Online school isn’t easy for many students, especially when it comes to internet use.
Many of them have had struggles since the COVID-19 global pandemic caused almost all colleges and university classes in Ontario to be moved to online rather than in-person learning.
Many students say they have had challenges when it comes to their internet connectivity while attending school online.
Quinn Robinson, 21, first year Video Production student at Durham College (DC), said that he has on-and-off internet issues in Ajax.
“Internet connectivity has been a small issue in my online schooling experience when it first started out,” he said. “I had spotty internet connection after which I thought it might be necessary to upgrade my internet, an out-of-pocket cost that I was not expecting.”
Robinson said as a result he hasn’t been able to hand in assignments on time and has been denied access to Adobe programs he needs for classes.
He was able to upgrade his internet but that’s not an option for everyone because of the cost.
According to the Canadian Radio-television and Telecommunications Commission (CRTC), in 2019 people under the age of 30 spent about $214 a month on communication services, which includes the internet and cell phones.
The report also found that 11 per cent of homes in Canada do not have the internet.
Durham College offers a program for students who need help called the Loaner Laptop and Internet Stick program.
Sarah Brathwaite, records manager for DC, said that the program was implemented when the college moved to online learning because of the global pandemic in March 2020.
“This program has continued to provide loaner laptops and internet sticks to students as needed through to the current term,” she said.
Since April 2020, she said about 170 laptops have been given out to students to borrow and about 28 internet sticks have been loaned out.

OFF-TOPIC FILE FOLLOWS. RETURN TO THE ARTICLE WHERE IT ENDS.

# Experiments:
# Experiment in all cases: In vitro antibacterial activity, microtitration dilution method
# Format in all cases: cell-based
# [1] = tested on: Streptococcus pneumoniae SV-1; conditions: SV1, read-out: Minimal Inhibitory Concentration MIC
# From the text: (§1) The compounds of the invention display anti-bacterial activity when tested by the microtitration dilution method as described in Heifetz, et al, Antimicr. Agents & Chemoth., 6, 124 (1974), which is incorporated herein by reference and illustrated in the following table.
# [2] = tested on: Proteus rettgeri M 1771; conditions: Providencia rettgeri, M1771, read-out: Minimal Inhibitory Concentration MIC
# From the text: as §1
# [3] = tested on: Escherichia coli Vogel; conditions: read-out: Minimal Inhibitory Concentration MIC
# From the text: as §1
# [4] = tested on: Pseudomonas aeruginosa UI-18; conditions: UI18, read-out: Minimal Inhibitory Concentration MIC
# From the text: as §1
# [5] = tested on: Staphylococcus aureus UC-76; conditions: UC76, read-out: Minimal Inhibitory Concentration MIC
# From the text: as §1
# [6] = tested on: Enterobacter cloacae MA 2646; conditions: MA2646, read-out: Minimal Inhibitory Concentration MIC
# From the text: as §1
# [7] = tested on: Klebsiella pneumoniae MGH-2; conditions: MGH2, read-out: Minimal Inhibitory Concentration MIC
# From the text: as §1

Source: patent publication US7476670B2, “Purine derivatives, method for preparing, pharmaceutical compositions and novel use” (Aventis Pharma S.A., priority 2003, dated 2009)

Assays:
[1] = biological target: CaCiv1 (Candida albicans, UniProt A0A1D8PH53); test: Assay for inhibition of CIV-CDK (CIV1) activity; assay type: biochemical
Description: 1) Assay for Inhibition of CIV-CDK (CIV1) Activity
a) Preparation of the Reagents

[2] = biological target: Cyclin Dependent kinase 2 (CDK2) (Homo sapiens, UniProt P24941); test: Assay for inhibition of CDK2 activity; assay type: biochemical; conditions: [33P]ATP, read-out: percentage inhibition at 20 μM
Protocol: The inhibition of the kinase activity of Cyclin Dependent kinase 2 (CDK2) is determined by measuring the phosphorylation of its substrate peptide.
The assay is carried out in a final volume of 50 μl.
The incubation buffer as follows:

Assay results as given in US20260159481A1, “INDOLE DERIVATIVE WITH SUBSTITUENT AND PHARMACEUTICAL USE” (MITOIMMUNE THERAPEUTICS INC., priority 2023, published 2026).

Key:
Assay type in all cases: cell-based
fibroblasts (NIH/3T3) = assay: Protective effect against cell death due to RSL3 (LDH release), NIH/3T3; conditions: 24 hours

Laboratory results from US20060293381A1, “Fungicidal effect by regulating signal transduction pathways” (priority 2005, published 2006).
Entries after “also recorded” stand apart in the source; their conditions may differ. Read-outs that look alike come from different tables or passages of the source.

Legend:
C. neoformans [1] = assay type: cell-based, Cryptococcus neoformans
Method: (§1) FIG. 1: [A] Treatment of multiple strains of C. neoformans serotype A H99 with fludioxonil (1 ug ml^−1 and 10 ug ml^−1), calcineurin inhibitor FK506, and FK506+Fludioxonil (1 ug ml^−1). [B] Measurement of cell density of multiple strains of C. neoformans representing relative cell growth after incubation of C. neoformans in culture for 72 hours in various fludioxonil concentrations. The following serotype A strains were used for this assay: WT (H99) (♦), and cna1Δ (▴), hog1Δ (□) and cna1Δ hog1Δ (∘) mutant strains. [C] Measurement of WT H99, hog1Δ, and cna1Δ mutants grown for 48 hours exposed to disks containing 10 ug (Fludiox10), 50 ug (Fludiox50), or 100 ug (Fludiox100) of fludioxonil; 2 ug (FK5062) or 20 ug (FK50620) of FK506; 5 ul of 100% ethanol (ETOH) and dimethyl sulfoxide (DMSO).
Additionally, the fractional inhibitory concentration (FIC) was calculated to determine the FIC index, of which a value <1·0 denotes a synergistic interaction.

She said that the program is for students who cannot afford laptops, or sufficient internet service to participate in online classes.
According to Brathwaite, Durham College has a limited “pool” of laptops and internet sticks, so this program is only offered to students who meet the requirements and are eligible to receive either one.
The total amount of laptops and internet sticks available depends on the demand, which she said has been low.
To be eligible, students must but be enrolled in full-time studies and courses are being delivered online.
They may also be eligible if they cannot afford to purchase required technology for online learning or have limited internet connectivity from home that prevents them from connecting to online classes.
Students who are required to use software that’s not compatible with their current device or are having a computer repaired may also be eligible.
Robinson said that he hasn’t heard much about this program, but he has seen it on the DC Connect homepage a couple of times.
“I love the program’s idea and I think it’s a very useful program and is extremely beneficial to those who need it,” he said.
Students can get more information from their student advisor.